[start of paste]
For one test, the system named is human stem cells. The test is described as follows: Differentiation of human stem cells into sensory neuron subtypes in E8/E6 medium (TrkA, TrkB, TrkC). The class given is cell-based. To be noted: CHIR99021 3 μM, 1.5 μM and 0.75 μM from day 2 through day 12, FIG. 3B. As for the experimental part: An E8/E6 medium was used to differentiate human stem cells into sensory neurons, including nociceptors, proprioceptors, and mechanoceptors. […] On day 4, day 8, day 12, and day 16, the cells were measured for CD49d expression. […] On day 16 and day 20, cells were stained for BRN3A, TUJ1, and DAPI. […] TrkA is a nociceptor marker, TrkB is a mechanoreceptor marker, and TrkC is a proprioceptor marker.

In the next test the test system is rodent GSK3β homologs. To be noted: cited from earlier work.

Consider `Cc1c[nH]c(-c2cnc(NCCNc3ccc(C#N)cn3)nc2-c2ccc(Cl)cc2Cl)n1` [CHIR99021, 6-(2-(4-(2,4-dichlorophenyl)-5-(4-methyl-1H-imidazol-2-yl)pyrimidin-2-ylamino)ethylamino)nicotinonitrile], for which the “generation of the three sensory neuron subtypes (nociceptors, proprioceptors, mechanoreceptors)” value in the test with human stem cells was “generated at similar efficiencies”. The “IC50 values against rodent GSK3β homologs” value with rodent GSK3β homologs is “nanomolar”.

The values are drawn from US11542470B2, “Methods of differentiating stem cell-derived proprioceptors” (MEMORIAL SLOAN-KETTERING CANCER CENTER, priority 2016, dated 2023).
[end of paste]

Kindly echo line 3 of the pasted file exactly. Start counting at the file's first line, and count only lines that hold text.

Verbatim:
Consider `Cc1c[nH]c(-c2cnc(NCCNc3ccc(C#N)cn3)nc2-c2ccc(Cl)cc2Cl)n1` [CHIR99021, 6-(2-(4-(2,4-dichlorophenyl)-5-(4-methyl-1H-imidazol-2-yl)pyrimidin-2-ylamino)ethylamino)nicotinonitrile], for which the “generation of the three sensory neuron subtypes (nociceptors, proprioceptors, mechanoreceptors)” value in the test with human stem cells was “generated at similar efficiencies”. The “IC50 values against rodent GSK3β homologs” value with rodent GSK3β homologs is “nanomolar”.